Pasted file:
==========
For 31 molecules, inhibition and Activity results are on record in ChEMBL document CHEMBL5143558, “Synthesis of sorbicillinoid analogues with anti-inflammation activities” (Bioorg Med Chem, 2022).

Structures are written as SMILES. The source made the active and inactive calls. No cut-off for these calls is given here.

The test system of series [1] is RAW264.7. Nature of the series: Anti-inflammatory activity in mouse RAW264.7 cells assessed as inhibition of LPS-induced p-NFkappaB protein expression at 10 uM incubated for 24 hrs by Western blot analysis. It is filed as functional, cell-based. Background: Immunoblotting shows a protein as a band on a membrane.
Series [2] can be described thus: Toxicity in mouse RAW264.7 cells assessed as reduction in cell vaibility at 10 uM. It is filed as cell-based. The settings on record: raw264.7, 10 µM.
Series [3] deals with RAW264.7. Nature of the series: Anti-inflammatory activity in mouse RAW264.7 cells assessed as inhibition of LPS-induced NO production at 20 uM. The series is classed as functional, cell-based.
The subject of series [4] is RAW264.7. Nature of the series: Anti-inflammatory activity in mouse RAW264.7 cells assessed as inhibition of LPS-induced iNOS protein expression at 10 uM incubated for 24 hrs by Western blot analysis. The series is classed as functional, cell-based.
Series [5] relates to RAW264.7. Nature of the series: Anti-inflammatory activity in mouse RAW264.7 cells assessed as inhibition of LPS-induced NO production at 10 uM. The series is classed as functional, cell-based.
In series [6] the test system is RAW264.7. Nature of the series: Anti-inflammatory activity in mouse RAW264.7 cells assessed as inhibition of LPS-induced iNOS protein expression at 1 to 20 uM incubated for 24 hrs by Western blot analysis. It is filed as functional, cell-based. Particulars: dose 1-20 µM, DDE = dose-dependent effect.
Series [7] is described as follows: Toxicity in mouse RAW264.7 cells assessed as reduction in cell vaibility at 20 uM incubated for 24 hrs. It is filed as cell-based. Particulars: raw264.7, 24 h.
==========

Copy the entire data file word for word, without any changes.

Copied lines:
For 31 molecules, inhibition and Activity results are on record in ChEMBL document CHEMBL5143558, “Synthesis of sorbicillinoid analogues with anti-inflammation activities” (Bioorg Med Chem, 2022).

Structures are written as SMILES. The source made the active and inactive calls. No cut-off for these calls is given here.

The test system of series [1] is RAW264.7. Nature of the series: Anti-inflammatory activity in mouse RAW264.7 cells assessed as inhibition of LPS-induced p-NFkappaB protein expression at 10 uM incubated for 24 hrs by Western blot analysis. It is filed as functional, cell-based. Background: Immunoblotting shows a protein as a band on a membrane.
Series [2] can be described thus: Toxicity in mouse RAW264.7 cells assessed as reduction in cell vaibility at 10 uM. It is filed as cell-based. The settings on record: raw264.7, 10 µM.
Series [3] deals with RAW264.7. Nature of the series: Anti-inflammatory activity in mouse RAW264.7 cells assessed as inhibition of LPS-induced NO production at 20 uM. The series is classed as functional, cell-based.
The subject of series [4] is RAW264.7. Nature of the series: Anti-inflammatory activity in mouse RAW264.7 cells assessed as inhibition of LPS-induced iNOS protein expression at 10 uM incubated for 24 hrs by Western blot analysis. The series is classed as functional, cell-based.
Series [5] relates to RAW264.7. Nature of the series: Anti-inflammatory activity in mouse RAW264.7 cells assessed as inhibition of LPS-induced NO production at 10 uM. The series is classed as functional, cell-based.
In series [6] the test system is RAW264.7. Nature of the series: Anti-inflammatory activity in mouse RAW264.7 cells assessed as inhibition of LPS-induced iNOS protein expression at 1 to 20 uM incubated for 24 hrs by Western blot analysis. It is filed as functional, cell-based. Particulars: dose 1-20 µM, DDE = dose-dependent effect.
Series [7] is described as follows: Toxicity in mouse RAW264.7 cells assessed as reduction in cell vaibility at 20 uM incubated for 24 hrs. It is filed as cell-based. Particulars: raw264.7, 24 h.